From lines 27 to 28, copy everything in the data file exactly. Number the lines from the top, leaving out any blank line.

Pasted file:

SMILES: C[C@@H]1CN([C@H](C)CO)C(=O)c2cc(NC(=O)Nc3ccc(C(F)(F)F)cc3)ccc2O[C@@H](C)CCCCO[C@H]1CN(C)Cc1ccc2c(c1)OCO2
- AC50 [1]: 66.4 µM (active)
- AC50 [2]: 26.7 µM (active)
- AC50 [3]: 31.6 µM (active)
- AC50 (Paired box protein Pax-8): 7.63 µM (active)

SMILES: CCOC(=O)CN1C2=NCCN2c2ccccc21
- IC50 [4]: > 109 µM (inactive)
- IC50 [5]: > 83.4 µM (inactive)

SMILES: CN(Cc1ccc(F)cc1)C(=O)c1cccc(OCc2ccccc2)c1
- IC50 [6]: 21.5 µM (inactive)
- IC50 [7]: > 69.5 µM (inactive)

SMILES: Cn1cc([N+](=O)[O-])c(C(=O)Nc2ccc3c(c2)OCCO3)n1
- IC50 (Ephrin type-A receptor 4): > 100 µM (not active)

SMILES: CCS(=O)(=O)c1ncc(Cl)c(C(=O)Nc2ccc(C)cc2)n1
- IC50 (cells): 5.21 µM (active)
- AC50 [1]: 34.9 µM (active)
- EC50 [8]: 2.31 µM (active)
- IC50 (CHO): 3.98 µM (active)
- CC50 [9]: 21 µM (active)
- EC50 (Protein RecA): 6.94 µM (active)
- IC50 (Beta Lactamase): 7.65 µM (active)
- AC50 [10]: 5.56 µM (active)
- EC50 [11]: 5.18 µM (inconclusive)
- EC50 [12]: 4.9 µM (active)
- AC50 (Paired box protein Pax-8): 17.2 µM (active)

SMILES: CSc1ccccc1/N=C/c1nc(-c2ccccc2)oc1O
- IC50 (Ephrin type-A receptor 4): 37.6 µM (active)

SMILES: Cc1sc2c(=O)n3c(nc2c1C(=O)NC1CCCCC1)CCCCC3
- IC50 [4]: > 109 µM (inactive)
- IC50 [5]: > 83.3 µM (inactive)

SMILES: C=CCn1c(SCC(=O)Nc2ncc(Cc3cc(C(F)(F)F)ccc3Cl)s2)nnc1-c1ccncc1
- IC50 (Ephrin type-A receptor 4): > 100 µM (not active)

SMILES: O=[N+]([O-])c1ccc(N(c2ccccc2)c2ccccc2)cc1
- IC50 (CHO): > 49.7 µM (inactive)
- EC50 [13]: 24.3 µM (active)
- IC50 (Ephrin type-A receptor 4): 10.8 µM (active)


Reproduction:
- IC50 (Ephrin type-A receptor 4): 37.6 µM (active)

SMILES: Cc1sc2c(=O)n3c(nc2c1C(=O)NC1CCCCC1)CCCCC3